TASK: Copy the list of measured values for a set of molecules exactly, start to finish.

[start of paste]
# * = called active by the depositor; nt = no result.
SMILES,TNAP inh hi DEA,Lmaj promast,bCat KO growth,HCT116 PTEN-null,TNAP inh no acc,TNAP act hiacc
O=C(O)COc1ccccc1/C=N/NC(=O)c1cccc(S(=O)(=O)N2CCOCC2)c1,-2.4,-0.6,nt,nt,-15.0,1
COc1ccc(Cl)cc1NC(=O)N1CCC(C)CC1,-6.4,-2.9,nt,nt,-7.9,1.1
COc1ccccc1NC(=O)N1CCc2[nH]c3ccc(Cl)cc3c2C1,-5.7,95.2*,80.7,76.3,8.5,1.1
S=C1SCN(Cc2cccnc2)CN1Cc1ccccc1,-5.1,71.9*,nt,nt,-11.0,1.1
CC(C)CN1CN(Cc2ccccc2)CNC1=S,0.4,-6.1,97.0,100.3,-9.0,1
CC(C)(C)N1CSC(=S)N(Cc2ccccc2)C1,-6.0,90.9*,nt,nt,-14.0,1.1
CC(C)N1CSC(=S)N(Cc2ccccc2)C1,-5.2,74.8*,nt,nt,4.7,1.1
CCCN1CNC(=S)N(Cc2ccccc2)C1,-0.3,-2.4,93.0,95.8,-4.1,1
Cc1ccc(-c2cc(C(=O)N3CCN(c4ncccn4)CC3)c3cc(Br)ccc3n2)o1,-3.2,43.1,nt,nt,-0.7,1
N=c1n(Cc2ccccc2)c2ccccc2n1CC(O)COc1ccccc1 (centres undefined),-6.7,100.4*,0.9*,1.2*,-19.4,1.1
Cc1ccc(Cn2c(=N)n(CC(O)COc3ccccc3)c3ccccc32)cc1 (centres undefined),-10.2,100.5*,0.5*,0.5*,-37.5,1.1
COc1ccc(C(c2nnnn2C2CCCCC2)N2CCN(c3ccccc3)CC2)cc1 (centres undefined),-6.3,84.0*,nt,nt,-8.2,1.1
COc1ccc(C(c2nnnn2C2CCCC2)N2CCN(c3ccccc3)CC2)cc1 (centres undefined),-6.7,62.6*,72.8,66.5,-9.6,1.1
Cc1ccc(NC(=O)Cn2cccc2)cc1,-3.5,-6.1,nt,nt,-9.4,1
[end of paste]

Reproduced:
# * = called active by the depositor; nt = no result.
SMILES,TNAP inh hi DEA,Lmaj promast,bCat KO growth,HCT116 PTEN-null,TNAP inh no acc,TNAP act hiacc
O=C(O)COc1ccccc1/C=N/NC(=O)c1cccc(S(=O)(=O)N2CCOCC2)c1,-2.4,-0.6,nt,nt,-15.0,1
COc1ccc(Cl)cc1NC(=O)N1CCC(C)CC1,-6.4,-2.9,nt,nt,-7.9,1.1
COc1ccccc1NC(=O)N1CCc2[nH]c3ccc(Cl)cc3c2C1,-5.7,95.2*,80.7,76.3,8.5,1.1
S=C1SCN(Cc2cccnc2)CN1Cc1ccccc1,-5.1,71.9*,nt,nt,-11.0,1.1
CC(C)CN1CN(Cc2ccccc2)CNC1=S,0.4,-6.1,97.0,100.3,-9.0,1
CC(C)(C)N1CSC(=S)N(Cc2ccccc2)C1,-6.0,90.9*,nt,nt,-14.0,1.1
CC(C)N1CSC(=S)N(Cc2ccccc2)C1,-5.2,74.8*,nt,nt,4.7,1.1
CCCN1CNC(=S)N(Cc2ccccc2)C1,-0.3,-2.4,93.0,95.8,-4.1,1
Cc1ccc(-c2cc(C(=O)N3CCN(c4ncccn4)CC3)c3cc(Br)ccc3n2)o1,-3.2,43.1,nt,nt,-0.7,1
N=c1n(Cc2ccccc2)c2ccccc2n1CC(O)COc1ccccc1 (centres undefined),-6.7,100.4*,0.9*,1.2*,-19.4,1.1
Cc1ccc(Cn2c(=N)n(CC(O)COc3ccccc3)c3ccccc32)cc1 (centres undefined),-10.2,100.5*,0.5*,0.5*,-37.5,1.1
COc1ccc(C(c2nnnn2C2CCCCC2)N2CCN(c3ccccc3)CC2)cc1 (centres undefined),-6.3,84.0*,nt,nt,-8.2,1.1
COc1ccc(C(c2nnnn2C2CCCC2)N2CCN(c3ccccc3)CC2)cc1 (centres undefined),-6.7,62.6*,72.8,66.5,-9.6,1.1
Cc1ccc(NC(=O)Cn2cccc2)cc1,-3.5,-6.1,nt,nt,-9.4,1